President Donald Trump prepares to sign the executive order that include the association health plan provision, in October. (Photo: White House)

The Employee Benefits Security Administration is getting ready to release a draft regulation that could help employers team up when buying health coverage.

EBSA, an arm of the U.S. Department of Labor, began putting the draft regulations through a review process at the federal Office of Management and Budget on Tuesday.

(Related: 3 Trump Health Benefits Executive Order Facts, for Agents)

The only information about the draft right now comes from a catalog entry in the OMB regulation tracking system. The catalog entry does not include a link to the text of the draft, or even a general summary of the draft.

The title of the draft regulation in the catalog entry is “Definition of an ‘Employer’ Under Section 3(5) of ERISA — Association Health Plans.”

ERISA, or the Employee Retirement Income Security Act of 1974, is the federal law that creates the framework for most U.S. employee benefits plans.

Section 3(5) deals with how regulators define “an employer” for ERISA purposes.

President Donald Trump and his administration say they want to help small employers hold down benefits costs by joining together more easily to bargain for better and cheaper coverage, or to participate in self-insured plans.

When Trump issued a health benefits executive order in October, the order included a request for DOL to support the creation of interstate association health plans by revising the rules for deciding what kinds of organizations qualify as employers, under ERISA Section 3(5), for health coverage purchasing purposes.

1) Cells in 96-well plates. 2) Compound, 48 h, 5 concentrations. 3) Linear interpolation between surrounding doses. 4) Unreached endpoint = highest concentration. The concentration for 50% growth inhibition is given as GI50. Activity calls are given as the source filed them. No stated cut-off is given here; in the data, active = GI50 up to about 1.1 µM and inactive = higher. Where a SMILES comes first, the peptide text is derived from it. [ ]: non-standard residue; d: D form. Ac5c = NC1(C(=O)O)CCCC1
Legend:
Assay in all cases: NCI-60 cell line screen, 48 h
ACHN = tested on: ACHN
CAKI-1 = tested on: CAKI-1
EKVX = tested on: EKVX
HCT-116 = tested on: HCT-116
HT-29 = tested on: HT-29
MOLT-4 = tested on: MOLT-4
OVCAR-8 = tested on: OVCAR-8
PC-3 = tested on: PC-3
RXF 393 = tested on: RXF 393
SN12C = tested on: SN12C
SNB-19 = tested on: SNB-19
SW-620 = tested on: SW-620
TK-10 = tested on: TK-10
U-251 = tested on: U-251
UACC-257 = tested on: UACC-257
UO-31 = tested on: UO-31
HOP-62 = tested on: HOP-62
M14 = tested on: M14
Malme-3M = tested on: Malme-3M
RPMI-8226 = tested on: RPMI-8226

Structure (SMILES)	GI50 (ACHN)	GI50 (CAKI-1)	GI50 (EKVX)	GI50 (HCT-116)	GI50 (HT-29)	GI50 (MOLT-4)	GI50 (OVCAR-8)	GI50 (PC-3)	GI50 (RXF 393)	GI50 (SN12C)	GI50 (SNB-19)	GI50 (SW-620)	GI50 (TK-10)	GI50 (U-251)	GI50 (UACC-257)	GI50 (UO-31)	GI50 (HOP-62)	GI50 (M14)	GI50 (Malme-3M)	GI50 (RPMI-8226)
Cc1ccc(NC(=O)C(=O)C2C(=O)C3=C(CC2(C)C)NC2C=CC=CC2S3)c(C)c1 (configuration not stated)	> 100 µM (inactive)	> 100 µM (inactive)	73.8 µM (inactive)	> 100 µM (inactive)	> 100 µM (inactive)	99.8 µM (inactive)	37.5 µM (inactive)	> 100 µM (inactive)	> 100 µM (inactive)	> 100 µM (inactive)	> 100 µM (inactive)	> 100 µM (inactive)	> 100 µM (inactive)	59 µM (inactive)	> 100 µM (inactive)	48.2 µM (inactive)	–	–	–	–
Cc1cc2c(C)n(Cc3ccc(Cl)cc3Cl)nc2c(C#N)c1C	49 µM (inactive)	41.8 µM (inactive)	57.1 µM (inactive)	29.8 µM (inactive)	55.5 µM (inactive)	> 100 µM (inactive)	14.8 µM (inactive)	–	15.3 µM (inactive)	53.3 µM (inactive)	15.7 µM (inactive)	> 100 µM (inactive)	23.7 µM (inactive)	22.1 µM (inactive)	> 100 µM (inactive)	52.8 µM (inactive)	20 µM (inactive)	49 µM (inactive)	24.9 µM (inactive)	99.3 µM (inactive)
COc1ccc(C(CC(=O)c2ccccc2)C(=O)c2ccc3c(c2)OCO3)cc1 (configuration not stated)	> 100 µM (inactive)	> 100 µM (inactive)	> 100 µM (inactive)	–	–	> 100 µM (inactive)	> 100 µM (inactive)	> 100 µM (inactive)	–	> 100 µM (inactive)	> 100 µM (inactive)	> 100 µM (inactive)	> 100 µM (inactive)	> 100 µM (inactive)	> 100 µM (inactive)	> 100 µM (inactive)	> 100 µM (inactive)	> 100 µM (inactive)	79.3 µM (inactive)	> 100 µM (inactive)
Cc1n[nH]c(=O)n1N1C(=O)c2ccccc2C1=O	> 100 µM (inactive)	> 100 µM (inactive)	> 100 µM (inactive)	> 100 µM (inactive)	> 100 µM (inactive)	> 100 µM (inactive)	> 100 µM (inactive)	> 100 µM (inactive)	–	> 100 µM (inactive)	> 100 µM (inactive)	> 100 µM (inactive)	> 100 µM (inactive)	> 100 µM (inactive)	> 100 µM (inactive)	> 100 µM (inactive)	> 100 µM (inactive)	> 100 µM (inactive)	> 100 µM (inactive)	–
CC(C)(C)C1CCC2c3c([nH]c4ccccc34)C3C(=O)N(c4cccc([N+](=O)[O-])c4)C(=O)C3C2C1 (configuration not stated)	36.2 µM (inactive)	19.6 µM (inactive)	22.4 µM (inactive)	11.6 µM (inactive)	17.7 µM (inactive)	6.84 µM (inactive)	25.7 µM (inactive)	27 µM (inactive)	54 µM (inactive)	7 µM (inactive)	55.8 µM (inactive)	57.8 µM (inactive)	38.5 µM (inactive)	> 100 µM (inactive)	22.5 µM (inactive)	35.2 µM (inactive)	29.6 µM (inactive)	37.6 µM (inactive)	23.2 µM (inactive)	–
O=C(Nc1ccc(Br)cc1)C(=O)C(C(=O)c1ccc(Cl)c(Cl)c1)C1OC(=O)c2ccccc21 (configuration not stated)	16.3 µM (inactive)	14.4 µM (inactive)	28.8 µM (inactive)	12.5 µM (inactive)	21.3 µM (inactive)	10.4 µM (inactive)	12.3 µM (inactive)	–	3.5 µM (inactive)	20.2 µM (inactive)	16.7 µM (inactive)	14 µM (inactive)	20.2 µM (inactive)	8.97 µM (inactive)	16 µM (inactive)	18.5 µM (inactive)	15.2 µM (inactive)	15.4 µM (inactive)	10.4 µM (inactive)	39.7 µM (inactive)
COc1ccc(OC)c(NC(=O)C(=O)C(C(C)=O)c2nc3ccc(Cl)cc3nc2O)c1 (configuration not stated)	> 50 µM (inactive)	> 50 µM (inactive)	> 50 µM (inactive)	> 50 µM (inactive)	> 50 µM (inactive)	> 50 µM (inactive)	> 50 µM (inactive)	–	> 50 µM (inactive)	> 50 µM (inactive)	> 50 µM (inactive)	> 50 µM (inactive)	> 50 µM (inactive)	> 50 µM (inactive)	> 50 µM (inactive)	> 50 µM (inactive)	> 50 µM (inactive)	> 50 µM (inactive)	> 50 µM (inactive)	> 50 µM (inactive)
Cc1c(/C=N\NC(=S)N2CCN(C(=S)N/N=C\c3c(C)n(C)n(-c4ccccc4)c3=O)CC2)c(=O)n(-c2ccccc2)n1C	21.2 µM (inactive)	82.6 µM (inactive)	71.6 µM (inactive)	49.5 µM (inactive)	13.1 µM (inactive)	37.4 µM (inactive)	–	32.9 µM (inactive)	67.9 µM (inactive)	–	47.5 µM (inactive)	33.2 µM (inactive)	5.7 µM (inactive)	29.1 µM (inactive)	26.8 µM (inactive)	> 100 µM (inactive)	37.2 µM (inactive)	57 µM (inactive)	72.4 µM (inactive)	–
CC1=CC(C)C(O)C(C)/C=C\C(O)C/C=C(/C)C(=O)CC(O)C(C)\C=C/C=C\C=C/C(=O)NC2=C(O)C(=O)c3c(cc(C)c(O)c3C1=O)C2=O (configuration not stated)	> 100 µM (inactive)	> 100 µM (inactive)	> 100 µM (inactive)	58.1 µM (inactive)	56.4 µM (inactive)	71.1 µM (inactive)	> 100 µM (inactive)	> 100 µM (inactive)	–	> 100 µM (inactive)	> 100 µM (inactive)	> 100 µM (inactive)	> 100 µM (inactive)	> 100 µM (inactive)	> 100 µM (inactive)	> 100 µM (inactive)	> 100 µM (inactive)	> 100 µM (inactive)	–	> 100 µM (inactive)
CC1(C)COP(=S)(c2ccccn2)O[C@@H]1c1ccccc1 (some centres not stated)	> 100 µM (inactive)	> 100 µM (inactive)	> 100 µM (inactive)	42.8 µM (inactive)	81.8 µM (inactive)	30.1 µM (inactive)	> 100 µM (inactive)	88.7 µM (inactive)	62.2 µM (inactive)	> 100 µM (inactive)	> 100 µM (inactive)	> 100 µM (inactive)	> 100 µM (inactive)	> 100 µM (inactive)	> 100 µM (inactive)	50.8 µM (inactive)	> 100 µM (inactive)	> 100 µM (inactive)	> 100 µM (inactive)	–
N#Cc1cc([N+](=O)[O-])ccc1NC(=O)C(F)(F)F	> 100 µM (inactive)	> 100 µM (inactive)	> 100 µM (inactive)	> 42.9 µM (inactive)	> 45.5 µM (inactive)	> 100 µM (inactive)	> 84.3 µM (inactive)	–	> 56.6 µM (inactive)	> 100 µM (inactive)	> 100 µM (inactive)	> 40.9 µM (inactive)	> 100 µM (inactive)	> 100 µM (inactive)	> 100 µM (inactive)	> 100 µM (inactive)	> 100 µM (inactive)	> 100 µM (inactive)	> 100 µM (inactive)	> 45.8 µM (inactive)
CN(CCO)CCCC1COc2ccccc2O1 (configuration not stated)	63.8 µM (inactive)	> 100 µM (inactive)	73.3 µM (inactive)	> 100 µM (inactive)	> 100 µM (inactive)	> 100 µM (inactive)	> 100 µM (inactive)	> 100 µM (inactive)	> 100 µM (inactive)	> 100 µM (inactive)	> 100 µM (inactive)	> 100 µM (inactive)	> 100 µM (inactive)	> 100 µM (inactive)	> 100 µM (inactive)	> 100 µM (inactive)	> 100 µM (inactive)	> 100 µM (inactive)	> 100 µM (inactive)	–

Advocates of interstate association health plans argue that they will give employers the same flexibility, and freedom from state-imposed, cost-increasing red tape, that large employers now enjoy.

Critics, including many state insurance regulators, say expanded use of interstate association health plans could wreck state efforts to set quality standards and other standards for small-group coverage.

The critics also note that running a multi-employer health plan is difficult, even when all of the employers are in the same state, and that antiselection problems have destroyed many single-state associate health plan programs.

—Read Failed Health Plan Had $2,400 in Unpaid Claims Per Enrollee  on ThinkAdvisor.


— Connect with ThinkAdvisor Life/Health on
Facebook and Twitter.